Prior to AB-1710, California required businesses that own or license personal information about a California resident to implement and maintain reasonable security procedures and practices appropriate to the nature of the information, to protect the personal information from unauthorized access, destruction, use, modification, or disclosure. To own or license meant that the business retained personal information as part of the business’ internal customer account or for the purpose of using that information in transactions with the person to whom the information relates. AB-1719 expands this requirement to businesses that “maintain” personal information. That is, personal information that a business maintains but does not own or license. This is a significant expansion of the safeguards requirement and businesses maintaining the personal information of California residents should be taking steps to safeguard that information, whether it applies to customers, employees, students, or other residents. For this purpose, personal information means:

an individual’s first name or first initial and his or her last name in combination with any one or more of the following data elements, when either the name or the data elements are not encrypted or redacted:

  1. Social security number.
  2. Driver’s license number or California identification card number.
  3. Account number, credit or debit card number, in combination with any required security code, access code, or password that would permit access to an individual’s financial account.
  4. Medical information (any individually identifiable information, in electronic or physical form, regarding the individual’s medical history or medical treatment or diagnosis by a health care professional).

Note, however, that this obligation does not apply to providers of health care, health care service plans, or contractors regulated by the Confidentiality of Medical Information Act.

Prohibitions on Sale and Marketing of Social Security Numbers.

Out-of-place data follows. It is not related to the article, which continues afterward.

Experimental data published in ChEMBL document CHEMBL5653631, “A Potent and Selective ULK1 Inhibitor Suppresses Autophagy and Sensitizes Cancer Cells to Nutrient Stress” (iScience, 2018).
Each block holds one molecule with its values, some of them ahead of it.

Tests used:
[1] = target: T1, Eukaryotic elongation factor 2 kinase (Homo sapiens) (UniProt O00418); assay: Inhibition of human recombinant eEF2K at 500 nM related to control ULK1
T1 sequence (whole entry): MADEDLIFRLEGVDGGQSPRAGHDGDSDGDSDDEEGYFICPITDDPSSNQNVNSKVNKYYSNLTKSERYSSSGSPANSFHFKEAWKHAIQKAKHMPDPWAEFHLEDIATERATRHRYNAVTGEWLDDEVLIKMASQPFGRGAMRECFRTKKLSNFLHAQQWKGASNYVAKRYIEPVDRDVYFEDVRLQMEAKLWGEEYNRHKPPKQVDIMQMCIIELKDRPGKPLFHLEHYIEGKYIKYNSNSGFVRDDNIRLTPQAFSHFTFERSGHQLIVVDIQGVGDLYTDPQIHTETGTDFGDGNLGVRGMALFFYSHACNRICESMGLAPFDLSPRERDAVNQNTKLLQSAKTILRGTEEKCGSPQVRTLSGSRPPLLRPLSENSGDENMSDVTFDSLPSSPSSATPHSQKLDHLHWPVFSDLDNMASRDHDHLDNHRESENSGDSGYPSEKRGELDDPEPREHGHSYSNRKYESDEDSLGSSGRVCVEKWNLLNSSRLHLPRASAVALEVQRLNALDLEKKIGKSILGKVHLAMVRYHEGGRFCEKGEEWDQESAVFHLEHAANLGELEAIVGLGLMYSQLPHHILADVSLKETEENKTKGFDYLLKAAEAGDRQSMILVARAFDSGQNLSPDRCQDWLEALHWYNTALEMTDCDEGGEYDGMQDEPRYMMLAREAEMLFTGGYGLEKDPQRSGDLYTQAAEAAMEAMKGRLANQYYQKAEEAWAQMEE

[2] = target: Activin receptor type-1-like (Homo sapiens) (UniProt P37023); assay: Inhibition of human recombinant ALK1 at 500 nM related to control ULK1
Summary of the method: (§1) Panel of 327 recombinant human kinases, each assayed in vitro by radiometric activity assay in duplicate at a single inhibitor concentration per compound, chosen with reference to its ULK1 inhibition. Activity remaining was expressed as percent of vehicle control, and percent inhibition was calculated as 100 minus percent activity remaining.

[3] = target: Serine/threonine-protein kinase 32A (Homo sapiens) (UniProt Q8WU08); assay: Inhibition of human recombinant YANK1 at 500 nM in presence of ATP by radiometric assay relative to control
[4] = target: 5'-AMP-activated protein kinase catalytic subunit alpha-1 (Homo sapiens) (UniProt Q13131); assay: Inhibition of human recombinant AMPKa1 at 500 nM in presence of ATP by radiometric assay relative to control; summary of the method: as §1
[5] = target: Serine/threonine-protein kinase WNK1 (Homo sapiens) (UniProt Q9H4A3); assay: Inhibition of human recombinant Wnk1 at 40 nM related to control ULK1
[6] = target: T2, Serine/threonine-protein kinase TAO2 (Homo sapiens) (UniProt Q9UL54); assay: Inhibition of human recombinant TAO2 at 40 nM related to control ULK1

California also maintained specific protections for Social Security numbers prior to AB-1710, including prohibiting persons or entities from publicly posting or displaying an individual’s Social Security number or doing certain other acts that might compromise the security of an individual’s Social Security number, subject to certain exceptions.

AB-1710 amends those protections to prohibit the sale, advertisement for sale, or offer to sell an individual’s Social Security number. The prohibition does not extend to the release of Social Security numbers when the release is incidental to a larger transaction and is necessary to identify the individual in order to accomplish a legitimate business purpose. This exception might apply, for example, in the course of a sale of a business and records containing Social Security numbers are released to the buyer. However, release of an individual’s Social Security number for marketing purposes is not permitted. Additionally, the release of an individual’s Social Security number for a purpose specifically authorized or specifically allowed by federal or state law is not prohibited by this change.

States have been amending their breach notification and data security laws over the past few years, likely in response to the data breaches constantly in the media and the large number of complaints of identity theft being received by federal and state agencies. See, e.g., recent amendments to Florida’s law. Companies need to be aware of these changes and start reviewing and updating their security incident response plans, as well as their overall risk assessment, particularly in California, where the law now may require a more costly response in certain cases.